FOX Business: Capitalism Lives Here
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A round of data showing the U.S. labor market is faring better than previously thought unleashed the bulls on Wall Street. The Dow zoomed past the 15000 mark for the first time ever, before receding slightly ahead of the close.
The Dow Jones Industrial Average rallied 142 points, or 0.96%, to 14974, the S&P 500 jumped 16.8 points, or 1.1%, to 1614 and the Nasdaq Composite surged 38 points, or 1.1%, to 3379.
Wall Street has had a manic week: The markets sold off on Wednesday, just to rally on Thursday. Now, world trading desks have focused their attention squarely on the American economy.
The Dow and S&P 500 both hit milestones. The blue-chip average topped 15000 for the first time ever, while the broader S&P surpassed 1600. Both were up more than 13% on the year.
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Economically-sensitive stocks led the way higher. Industrial, materials, financial and consumer discretionary names fared the best. Defensive plays like utilities, telecommunications and consumer staples performed the worst.
Economic Woes 'In the Rearview Mirror'
The Labor Department said nonfarm payrolls rose by 165,000 in April from March, beating expectations of 145,000. The unemployment rate ticked down to 7.5% from 7.6% for the month, the lowest level since December 2008. Economists expected the rate to hold steady. March’s nonfarm payroll increase was also revised up to 138,000 from a previously reported 88,000.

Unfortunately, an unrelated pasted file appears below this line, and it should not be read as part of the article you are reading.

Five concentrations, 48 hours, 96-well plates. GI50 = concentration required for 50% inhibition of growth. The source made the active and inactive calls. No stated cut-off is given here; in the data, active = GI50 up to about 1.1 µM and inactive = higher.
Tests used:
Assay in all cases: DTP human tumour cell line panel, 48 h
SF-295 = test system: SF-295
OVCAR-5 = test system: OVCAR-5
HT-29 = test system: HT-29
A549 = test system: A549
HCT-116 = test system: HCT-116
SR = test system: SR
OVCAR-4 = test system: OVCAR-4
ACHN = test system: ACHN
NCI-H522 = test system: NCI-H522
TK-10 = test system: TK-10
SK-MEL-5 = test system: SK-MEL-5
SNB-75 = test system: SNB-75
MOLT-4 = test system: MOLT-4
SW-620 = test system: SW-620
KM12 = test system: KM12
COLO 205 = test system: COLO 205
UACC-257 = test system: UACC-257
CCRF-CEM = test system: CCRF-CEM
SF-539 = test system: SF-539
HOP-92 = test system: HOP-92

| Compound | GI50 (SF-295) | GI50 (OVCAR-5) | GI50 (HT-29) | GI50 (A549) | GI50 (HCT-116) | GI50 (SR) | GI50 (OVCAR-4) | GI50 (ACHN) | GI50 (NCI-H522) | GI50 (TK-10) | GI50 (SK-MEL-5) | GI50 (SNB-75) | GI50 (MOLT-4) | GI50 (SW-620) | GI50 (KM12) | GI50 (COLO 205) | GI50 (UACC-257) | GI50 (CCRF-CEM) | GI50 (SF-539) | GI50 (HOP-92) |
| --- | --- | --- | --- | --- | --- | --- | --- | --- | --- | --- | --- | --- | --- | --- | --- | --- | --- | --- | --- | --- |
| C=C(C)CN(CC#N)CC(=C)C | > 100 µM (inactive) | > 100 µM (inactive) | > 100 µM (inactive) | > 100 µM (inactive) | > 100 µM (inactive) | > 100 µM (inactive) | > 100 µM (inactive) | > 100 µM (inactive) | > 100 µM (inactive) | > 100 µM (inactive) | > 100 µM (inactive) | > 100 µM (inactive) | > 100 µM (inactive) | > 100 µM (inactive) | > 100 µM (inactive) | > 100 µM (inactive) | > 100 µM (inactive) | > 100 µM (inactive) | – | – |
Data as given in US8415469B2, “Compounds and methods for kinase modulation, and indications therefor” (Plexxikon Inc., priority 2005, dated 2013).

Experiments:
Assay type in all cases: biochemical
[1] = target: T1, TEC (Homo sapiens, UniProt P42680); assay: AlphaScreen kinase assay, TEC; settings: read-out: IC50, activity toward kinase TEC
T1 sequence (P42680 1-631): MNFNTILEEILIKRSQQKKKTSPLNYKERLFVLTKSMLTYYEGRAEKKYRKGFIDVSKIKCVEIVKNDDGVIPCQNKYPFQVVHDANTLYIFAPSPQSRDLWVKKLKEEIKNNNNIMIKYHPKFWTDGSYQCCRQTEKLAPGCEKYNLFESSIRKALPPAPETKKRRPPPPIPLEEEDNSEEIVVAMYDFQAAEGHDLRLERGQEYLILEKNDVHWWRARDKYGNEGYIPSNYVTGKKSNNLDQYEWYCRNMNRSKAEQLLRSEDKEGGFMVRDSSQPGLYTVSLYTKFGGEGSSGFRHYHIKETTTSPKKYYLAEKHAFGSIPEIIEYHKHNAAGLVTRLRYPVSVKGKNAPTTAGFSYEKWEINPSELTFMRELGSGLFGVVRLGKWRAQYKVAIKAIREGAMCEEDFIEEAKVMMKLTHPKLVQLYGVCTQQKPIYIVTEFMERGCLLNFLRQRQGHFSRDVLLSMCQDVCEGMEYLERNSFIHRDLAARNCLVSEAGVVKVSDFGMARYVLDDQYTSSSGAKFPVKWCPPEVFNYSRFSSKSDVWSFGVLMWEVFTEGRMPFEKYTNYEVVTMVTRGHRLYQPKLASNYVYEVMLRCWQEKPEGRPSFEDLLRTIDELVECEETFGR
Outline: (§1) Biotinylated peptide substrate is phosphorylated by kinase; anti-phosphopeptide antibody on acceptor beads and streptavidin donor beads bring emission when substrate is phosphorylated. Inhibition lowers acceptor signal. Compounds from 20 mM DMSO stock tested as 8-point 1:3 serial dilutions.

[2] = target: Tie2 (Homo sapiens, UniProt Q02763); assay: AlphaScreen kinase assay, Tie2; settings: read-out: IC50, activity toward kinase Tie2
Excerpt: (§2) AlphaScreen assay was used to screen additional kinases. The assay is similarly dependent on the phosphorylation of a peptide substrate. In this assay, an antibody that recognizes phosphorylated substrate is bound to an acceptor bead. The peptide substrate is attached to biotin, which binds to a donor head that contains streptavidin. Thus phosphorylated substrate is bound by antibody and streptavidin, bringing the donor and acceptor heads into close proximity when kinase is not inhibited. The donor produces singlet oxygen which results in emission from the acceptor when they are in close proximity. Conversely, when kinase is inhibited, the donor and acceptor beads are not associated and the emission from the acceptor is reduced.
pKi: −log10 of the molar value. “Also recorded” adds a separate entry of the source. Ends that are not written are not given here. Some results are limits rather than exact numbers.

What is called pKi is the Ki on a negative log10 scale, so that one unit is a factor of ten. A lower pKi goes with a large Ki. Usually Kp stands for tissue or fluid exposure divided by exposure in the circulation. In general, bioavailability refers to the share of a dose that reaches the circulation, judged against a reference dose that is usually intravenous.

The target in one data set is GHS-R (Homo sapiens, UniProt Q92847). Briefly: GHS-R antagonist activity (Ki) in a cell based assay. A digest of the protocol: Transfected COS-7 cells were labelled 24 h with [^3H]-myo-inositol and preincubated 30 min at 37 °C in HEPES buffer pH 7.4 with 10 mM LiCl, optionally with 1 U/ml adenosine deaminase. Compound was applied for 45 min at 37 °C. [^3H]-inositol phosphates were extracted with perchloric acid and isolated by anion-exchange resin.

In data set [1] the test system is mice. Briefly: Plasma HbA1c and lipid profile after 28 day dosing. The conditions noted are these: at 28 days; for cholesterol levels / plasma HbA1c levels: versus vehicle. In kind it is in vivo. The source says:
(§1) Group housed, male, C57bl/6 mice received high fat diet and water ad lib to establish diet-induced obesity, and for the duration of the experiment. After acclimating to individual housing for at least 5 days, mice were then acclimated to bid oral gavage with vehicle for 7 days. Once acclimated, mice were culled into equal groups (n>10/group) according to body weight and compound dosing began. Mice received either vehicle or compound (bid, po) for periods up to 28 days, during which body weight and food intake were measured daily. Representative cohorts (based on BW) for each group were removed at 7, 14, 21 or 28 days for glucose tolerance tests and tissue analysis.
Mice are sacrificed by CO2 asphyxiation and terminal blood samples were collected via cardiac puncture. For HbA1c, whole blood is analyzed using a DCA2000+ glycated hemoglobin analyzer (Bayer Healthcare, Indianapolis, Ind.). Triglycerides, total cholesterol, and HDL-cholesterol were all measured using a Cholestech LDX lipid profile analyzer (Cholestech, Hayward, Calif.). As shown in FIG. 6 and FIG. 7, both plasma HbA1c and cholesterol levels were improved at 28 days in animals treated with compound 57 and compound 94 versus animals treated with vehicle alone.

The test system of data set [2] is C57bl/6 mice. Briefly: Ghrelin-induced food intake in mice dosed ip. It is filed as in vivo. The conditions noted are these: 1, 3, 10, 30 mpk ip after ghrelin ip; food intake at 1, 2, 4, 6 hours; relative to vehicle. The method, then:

Economic "headwinds are now in the rearview mirror," Todd Schoenberger, managing partner at LandColt Capital said.
"For investors, today’s report is a 'green light' of sorts," Dan Greenhaus, chief global strategist at BTIG wrote in an email. Michael Block, chief equities strategist at Phoenix Partners Group, echoed that sentiment. He said to expect a pullback on Monday, but then gains throughout next week as investment managers move clients' money off the sidelines and into equities.
Also on the economic front, the Institute for Supply Management's gauge of service sector activity fell to 55.0 in April from 56.5 in March, missing expectations of 56.0, and suggesting the sector is expanding at a slower pace. Readings above 50 point to expansion, while those below point to contraction.
Meanwhile, the Commerce Department reported factory orders tumbled 4% in March from February, considerably worse than expectations of a 2.6% decline. Excluding the transportation segment, orders were down 2%.
Energy Futures Rally, Gold Trails
Oil and gasoline prices were sharply. The benchmark U.S. oil contract traded in New York jumped $1.62, or 1.7%, to $95.61 a barrel. Wholesale New York Harbor gasoline rallied 1.6% to $2.825 a gallon. In metals, gold fell $3.40, or 0.23%, to $1,464 a troy ounce.
In corporate news, The New York Times reported regulators have stepped up their probe into alleged power market manipulation by J.P. Morgan Chase (JPM). The paper cited a confidential document it obtained in the article.
The Euro Stoxx 50 rose 0.01% to 2719, the English FTSE 100 climbed 0.25% to 6477 and the German DAX gained 0.19% to 7977.
In Asia, the Chinese Hang Seng ticked up 0.1% to 22690. The Tokyo Stock Exchange was closed for Constitution Memorial Day.